This feature is part of Virtuoso
It was Andy Warhol who conceived the concept of 15 minutes of fame. According to the art icon, everyone at some point would have theirs. The modern world of reality television and social media has certainly begun to make his statement appear more and more realistic.
Back in the 1980s, however, these occurrences were fewer and farther between. As the world now appears to be getting smaller, then the Iron Curtain divided the globe. Many corners of the football world were still shrouded in darkness and paranoia and, as such, players could go from unknowns to superstars in the blink of an eye.
Romania was one such country, ruled by dictator Nicolae Ceaușescu who, after gaining a surge in popularity during the early part of his regime, had soon descended the country into chaos. Economic failure, coupled with lowered living standards and reports of human rights abuse, threw the Eastern European country into the depths of despair. The resulting revolution, trial and execution of both Ceaușescu and his wife on Christmas Day 1989 gave the Romanian people hope for a new future and much bridge building.
Amidst this turmoil, Steaua Bucharest won five straight league titles between 1984 and 1989, as well as orchestrating an assault on the European Cup. Steaua were managed by Emerich Jenei and boasted the likes of Miodrag Belodedici, Victor Pițurcă and Marius Lăcătuș in their ranks. The one man who would best go on to personify this era of success for the Roș-Albaștrii, though, was their erstwhile goalkeeper Helmuth Duckadam, in honour of his heroics on one particularly special night in Seville.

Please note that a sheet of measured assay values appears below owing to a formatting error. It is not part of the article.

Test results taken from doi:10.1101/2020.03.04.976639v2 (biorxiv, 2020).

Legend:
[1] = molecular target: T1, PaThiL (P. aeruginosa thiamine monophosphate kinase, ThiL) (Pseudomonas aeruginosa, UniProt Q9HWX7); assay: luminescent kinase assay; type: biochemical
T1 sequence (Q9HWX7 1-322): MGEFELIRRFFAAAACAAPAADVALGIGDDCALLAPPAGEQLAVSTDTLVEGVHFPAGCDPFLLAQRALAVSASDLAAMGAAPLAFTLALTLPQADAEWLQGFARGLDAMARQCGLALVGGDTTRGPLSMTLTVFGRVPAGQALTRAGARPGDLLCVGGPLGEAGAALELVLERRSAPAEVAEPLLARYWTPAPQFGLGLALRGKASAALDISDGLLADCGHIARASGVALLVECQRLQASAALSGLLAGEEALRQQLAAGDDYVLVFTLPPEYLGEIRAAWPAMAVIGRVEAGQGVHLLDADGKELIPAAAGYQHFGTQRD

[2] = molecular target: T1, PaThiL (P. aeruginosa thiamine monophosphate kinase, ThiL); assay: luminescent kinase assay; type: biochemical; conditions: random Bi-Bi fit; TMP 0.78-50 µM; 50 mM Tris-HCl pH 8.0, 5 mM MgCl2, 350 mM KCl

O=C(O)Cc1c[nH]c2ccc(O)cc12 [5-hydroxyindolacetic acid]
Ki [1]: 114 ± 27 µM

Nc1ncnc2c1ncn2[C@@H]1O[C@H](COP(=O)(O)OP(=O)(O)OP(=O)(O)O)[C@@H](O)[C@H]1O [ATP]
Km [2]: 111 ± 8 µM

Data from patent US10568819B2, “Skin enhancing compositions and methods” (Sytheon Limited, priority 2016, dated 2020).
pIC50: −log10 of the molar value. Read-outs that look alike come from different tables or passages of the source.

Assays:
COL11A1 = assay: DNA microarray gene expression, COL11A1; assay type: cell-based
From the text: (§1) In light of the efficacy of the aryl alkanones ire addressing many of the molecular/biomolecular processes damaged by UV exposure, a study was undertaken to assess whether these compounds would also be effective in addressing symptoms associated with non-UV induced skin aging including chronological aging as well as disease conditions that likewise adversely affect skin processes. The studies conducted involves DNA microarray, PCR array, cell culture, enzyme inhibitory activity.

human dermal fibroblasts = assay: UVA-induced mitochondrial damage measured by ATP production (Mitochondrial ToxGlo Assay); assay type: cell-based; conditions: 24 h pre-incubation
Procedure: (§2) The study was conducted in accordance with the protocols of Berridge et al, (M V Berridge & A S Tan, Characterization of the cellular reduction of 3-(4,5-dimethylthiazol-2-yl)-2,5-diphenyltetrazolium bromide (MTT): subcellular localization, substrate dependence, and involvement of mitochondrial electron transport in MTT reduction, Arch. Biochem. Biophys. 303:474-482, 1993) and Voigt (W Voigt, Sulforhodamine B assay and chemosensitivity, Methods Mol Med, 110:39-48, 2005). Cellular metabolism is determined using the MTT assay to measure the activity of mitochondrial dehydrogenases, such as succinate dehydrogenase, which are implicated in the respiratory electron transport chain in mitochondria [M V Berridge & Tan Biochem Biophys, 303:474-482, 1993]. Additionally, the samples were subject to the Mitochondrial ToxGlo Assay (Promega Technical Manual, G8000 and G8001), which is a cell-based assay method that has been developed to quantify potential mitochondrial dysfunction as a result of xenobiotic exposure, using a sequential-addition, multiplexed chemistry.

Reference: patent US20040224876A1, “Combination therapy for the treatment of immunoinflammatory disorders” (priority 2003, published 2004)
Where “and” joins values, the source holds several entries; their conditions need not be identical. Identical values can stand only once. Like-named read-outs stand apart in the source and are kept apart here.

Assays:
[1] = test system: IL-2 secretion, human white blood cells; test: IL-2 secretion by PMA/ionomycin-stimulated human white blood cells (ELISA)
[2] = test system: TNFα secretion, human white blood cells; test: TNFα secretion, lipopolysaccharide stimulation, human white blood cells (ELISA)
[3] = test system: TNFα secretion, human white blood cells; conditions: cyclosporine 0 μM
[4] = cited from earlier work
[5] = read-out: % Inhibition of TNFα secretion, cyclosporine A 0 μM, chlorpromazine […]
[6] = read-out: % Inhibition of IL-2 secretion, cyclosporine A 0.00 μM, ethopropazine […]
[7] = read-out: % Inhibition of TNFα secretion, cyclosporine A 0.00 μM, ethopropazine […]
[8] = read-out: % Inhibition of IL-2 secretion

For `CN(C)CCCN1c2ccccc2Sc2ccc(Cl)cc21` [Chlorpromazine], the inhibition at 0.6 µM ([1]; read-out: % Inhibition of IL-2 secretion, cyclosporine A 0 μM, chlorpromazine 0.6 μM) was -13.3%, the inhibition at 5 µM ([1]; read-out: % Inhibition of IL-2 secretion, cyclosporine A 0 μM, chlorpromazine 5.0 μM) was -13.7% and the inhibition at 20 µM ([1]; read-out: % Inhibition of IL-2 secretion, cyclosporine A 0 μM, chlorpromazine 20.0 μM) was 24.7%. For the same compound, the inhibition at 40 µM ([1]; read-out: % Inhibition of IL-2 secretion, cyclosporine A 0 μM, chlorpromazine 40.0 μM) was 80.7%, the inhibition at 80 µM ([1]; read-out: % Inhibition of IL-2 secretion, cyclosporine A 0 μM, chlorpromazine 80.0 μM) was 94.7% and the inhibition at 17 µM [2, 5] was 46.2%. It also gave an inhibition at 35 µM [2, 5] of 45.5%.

Duckadam was born close to the Hungarian border in Semlac, western Romania. He began playing for his local side before joining nearby UTA Arad in 1982 and it was there that he caught the attention of the national team. Following a single appearance for the Tricolorii, he was snapped up by the country’s most successful club, Steaua Bucharest.
Valentin Ceaușescu, the eldest son of Nicolae, was a keen football fan and soon became involved at the capital’s army club, serving as president. Whilst his involvement was never fully explained, rumours of match-fixing, bribery and corruption were often levelled at the club’s door. A reason behind Steaua’s domination of Romanian football or unsubstantiated lies from their rivals? Any power that was wielded domestically held no weight on the European Cup stage, though, where Steaua set out to achieve what no other Romanian side had.
The champions easily despatched of Vejle and Honvéd before a narrow win over Finnish side Lahti set up a semi-final with Enzo Scifo and Anderlecht.
The absence of English clubs, with the European ban administered after the Heysel disaster, had left a gap in the tournament that Steaua were keen to exploit. A 1-0 loss in Belgium was converted into a 3-0 win back in Bucharest and, suddenly, Spanish giants Barcelona awaited in the final, a game to be played at the Estadio Ramón Sánchez Pizjuán in Seville, where a partisan crowd were fully expected to roar the Blaugrana to victory.
Barcelona had traversed a more difficult set of fixtures than their Romanian counterparts to make the final; wins against Juventus, Porto and a penalty shootout win over IFK Gothenburg had led them to Seville. With Terry Venables at the helm and fellow Brit Steve Archibald leading the line, they were confident of lifting their first European Cup.